Thus, in Example 6, the bit inversion is performed on each layer that is subjected to the frequency transform process, so that the low-frequency side and the high-frequency side can be exchanged between the thin line portion and the background portion. Thus, the loss of information for either side that occurs as the hierarchy progress from one layer to another can be reduced.

(Code Data)

FIG. 12 shows an example of a JP2 file of JPEG 2000 containing code data generated by the image encoding apparatus 100. The JP2 file is generated by a code data generating unit 150. JP2 is a file format that has multiple image-representing code streams. The file format also enables the addition of information about meta data, image features, intellectual property right, vendor, and color profile, for example.

The JP2 file has a structural unit called “box”. A pallet box is used for generating a channel from a certain component, and it represents a corresponding relationship for transforming a color index to an actual color (such as the values of R, G, and B).

With reference to FIG. 13, a pallet box is described. The pallet box shown in FIG. 13 includes “NE” indicating the number of table entries, i.e., indexes, “NPC” indicating the number of elements of which the color space of a palette is composed, “Bi” indicating the bit depth of a palette set number i, and a value Cji of a color space number j of a palette set number i.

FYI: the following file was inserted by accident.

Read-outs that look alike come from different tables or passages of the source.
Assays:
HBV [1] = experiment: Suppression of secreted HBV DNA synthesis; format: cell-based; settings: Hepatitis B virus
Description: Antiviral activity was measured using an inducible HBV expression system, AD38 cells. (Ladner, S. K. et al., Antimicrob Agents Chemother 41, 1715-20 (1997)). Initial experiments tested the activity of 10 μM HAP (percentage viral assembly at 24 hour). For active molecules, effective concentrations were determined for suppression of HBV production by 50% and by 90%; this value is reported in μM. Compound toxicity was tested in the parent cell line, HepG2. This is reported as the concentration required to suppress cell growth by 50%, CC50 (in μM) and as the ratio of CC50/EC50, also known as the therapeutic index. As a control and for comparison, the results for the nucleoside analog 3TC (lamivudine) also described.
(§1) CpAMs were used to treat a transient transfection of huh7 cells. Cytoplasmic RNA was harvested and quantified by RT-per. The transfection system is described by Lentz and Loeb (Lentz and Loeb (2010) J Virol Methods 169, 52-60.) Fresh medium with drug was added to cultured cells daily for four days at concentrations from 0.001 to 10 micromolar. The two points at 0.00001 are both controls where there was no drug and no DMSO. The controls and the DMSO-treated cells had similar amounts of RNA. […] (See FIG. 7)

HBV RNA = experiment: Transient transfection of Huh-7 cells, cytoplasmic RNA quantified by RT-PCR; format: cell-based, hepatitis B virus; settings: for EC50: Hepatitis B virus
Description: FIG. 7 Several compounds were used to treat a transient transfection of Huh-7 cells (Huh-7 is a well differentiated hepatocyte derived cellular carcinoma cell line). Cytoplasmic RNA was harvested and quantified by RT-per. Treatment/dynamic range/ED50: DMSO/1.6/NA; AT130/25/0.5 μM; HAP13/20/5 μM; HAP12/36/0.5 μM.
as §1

When palette data of a binary image is described in the pallet box, NE is 2, and, since the binary index is transformed to a monochrome image, NPC is 1. When the background pixel value is designated to be 0, the palette of index 0 becomes 0, and index 1 becomes palette 1. Conversely, when the background pixel value is designated to be 1, because pixel 1 is substituted by index 0 by inversion prior to encoding, the palette of index 1 becomes 0 and the palette of index 0 becomes 1.

In another example, when a binary index is transformed into the full colors of RGB, NPC is 3 and the palette set may be (R0, G0, B0)=(0, 0, 0) and (R1, G1, B1)=(255, 255, 255).

In Part 1 and Part 6 of JPEG 2000, a bi-level color space is defined. In this color space, there is a mode in which value 0 represents white and value 1 represents black, and another mode in which the values of white and black are opposite. The above-described system can also be realized using the black and white color system of this binary space.

The code data generated in accordance with the present embodiment enables the presentation of a good image in the same colors as the original image in which the severing of thin lines is minimized, even when displayed on a viewer with a conventional JPEG 2000 decoder, either at the same size as the original image or at a reduced size.

(Implementation by Computer and the Like)

The image encoding apparatus 100 and/or the image decoding apparatus 200 may be realized with a personal computer (PC). The operations and processes of the foregoing embodiments may be executed or performed by a CPU in accordance with a program stored in a ROM or a hard disk drive, using a main memory such as a RAM as a work area.

Although this invention has been described in detail with reference to certain embodiments, variations and modifications exist within the scope and spirit of the invention as described and defined in the following claims.

The present application is based on the Japanese Priority Application No. 2007-330709 filed Dec. 21, 2007, the entire contents of which are hereby incorporated by reference.

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US8154617 *Sep 30, 2009Apr 10, 2012Sony CorporationMethod of detecting the existence of visually sensitive thin lines in a digital image
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Classifications
U.S. Classification382/232
International ClassificationG06K9/36
Cooperative ClassificationH04N19/187, H04N19/63, H04N19/182, H04N19/86
European ClassificationH04N7/26A8E, H04N7/26H30, H04N7/26P4, H04N7/26A8Y